What is a proof? Philosophers and mathematicians have pondered this question for centuries. Theoretical computer science offers a rigorous handle on this deep question. One can think of a proof as a two-player game: an all-powerful though un-trusted prover who provides a proof of the statement, and a computationally weak verifier who needs only to verify it. In fact, NP problems can be presented exactly in this verifier-prover language. Viewing proofs as games turned out to be remarkably fruitful. For example, interactive proofs were invented, resembling Socratic dialogues; these are games in which the prover and verifier exchange (possibly randomized) messages. And, why just one prover? In multi-prover interactive proofs (MIP) several non-communicating provers are involved. This gave birth to beautiful concepts such as zero knowledge and probabilistically checkable proofs (PCPs) with immense impact not only theoretically but also in practice, for example, in digital currency.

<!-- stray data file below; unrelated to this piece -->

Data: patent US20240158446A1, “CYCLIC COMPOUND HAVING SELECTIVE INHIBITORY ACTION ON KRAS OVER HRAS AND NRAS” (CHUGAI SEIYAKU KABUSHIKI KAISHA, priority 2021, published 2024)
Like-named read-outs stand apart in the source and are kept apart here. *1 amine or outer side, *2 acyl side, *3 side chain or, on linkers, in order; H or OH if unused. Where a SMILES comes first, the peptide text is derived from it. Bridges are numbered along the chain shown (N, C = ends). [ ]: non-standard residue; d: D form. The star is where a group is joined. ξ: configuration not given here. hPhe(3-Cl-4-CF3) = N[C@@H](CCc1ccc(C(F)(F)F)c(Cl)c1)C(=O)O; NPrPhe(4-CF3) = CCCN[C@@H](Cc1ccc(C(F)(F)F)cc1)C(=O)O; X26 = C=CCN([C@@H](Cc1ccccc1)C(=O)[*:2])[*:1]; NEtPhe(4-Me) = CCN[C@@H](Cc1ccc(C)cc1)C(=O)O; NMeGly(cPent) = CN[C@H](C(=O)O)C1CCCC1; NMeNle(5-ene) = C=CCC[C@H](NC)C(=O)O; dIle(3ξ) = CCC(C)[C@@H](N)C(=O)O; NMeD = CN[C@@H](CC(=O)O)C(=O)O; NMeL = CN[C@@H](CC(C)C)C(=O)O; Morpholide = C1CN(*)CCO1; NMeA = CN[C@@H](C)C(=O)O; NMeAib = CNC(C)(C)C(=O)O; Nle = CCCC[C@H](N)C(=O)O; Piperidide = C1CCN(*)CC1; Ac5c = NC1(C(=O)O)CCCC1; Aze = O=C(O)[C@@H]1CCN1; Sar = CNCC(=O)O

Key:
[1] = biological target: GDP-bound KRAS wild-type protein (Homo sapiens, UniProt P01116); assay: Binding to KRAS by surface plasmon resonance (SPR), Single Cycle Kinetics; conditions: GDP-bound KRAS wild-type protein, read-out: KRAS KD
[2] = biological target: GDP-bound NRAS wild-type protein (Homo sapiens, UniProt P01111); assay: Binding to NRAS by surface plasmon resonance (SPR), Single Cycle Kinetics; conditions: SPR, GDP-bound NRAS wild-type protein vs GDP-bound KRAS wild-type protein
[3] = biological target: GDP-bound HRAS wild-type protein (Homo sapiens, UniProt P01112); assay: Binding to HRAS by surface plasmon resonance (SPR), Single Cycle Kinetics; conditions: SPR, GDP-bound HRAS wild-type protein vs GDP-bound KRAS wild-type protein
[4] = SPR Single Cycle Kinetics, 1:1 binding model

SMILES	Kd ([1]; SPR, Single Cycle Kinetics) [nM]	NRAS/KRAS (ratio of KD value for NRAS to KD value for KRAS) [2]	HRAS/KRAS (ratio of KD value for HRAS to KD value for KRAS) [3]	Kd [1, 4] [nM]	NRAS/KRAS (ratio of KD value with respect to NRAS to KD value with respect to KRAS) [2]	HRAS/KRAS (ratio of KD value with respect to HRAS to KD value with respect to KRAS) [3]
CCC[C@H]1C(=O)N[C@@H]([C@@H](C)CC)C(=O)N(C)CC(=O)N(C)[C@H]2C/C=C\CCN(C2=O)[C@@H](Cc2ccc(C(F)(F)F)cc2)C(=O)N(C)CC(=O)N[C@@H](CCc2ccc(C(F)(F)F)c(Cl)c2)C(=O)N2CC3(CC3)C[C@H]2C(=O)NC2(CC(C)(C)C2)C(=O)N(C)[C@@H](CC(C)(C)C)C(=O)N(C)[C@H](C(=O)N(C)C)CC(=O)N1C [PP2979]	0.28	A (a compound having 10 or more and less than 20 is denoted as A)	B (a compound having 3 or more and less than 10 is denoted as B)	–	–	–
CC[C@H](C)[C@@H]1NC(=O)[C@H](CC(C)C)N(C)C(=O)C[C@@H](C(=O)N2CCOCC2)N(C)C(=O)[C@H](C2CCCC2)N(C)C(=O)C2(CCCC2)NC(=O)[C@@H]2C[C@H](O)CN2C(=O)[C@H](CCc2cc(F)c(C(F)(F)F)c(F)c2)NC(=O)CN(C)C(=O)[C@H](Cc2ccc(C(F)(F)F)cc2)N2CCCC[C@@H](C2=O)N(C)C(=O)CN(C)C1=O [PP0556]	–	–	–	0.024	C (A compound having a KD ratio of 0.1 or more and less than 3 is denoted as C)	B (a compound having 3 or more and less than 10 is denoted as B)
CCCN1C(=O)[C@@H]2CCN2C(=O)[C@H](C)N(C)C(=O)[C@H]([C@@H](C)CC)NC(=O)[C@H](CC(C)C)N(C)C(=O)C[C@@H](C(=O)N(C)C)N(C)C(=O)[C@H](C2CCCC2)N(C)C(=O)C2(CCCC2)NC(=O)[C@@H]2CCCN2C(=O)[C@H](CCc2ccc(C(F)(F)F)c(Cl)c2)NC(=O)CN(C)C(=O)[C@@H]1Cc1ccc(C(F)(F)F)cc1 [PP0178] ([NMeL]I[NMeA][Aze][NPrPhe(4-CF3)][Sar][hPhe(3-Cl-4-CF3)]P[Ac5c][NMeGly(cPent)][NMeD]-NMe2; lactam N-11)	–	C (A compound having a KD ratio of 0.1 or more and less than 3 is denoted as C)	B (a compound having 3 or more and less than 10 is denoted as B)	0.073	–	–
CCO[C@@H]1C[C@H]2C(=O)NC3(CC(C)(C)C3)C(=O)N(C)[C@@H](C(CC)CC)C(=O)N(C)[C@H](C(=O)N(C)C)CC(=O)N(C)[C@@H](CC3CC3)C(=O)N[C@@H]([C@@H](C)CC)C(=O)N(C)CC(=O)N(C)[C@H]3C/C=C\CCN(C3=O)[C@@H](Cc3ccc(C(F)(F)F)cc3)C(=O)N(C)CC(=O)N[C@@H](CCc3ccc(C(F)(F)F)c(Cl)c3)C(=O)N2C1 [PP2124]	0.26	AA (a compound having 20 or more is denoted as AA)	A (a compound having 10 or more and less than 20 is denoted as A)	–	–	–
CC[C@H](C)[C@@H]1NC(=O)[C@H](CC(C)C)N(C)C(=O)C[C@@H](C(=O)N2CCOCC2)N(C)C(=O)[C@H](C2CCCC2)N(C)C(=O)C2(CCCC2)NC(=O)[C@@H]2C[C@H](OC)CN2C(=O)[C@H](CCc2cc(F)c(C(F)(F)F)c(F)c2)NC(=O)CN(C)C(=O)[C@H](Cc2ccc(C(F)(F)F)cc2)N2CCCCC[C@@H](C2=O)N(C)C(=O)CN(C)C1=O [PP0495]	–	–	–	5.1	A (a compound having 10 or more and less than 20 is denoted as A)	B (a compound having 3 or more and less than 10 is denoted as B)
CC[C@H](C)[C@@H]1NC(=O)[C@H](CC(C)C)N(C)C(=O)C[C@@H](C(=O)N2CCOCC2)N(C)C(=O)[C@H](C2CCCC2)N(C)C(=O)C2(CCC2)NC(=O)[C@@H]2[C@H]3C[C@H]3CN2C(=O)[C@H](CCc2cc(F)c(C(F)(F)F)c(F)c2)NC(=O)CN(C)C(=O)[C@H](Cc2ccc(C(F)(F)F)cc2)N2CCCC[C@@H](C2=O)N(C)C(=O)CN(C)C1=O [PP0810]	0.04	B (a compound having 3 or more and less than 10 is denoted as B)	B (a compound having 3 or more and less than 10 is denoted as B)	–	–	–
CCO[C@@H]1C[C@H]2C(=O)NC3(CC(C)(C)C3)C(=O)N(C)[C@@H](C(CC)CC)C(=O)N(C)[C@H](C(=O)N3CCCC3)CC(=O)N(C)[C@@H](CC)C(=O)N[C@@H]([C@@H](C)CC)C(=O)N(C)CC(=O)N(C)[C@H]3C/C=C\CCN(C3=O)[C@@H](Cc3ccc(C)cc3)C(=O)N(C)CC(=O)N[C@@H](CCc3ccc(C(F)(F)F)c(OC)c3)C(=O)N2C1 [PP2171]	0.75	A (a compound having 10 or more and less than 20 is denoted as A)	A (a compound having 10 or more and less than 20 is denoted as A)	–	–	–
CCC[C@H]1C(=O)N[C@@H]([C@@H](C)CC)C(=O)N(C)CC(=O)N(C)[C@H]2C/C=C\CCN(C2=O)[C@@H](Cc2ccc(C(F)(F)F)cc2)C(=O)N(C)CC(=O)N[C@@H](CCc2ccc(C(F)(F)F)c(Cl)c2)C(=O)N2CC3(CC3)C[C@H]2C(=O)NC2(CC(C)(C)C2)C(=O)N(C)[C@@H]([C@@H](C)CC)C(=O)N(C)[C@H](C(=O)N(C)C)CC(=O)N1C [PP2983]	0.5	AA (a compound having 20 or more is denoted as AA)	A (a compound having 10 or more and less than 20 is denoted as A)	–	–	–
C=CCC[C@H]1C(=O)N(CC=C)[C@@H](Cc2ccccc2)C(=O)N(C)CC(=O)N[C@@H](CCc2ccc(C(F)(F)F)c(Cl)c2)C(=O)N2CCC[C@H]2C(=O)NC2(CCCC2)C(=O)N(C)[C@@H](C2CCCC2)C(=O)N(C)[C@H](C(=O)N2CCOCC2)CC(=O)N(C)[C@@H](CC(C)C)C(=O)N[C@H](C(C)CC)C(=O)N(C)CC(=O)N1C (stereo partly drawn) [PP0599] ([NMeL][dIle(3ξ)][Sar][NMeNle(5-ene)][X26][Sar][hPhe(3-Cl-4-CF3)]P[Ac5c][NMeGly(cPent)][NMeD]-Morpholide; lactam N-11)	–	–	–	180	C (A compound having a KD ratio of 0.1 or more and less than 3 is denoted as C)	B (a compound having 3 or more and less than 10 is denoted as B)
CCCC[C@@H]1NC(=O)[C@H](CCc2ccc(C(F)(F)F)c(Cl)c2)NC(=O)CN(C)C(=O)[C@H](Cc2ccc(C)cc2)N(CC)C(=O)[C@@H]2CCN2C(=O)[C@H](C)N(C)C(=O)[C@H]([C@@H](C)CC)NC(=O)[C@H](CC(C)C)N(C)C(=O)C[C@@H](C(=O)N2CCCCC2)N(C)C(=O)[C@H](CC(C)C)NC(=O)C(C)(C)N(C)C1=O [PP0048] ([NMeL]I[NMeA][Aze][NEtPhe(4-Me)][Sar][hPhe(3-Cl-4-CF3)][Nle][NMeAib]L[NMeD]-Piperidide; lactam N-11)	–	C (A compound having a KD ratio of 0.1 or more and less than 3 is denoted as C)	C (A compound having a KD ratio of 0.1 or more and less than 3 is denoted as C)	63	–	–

The following paper studies quantum interactive proofs. Here the provers are allowed to share an entangled quantum state; this resembles sharing a random bit string, except quantum states have those funny, stronger-than-classical correlations; a prototypical example is the Einstein-Podolsky-Rosen (EPR) state, which was said by Einstein to allow "spooky action at a distance." Can quantum correlations be used to prove stronger statements?
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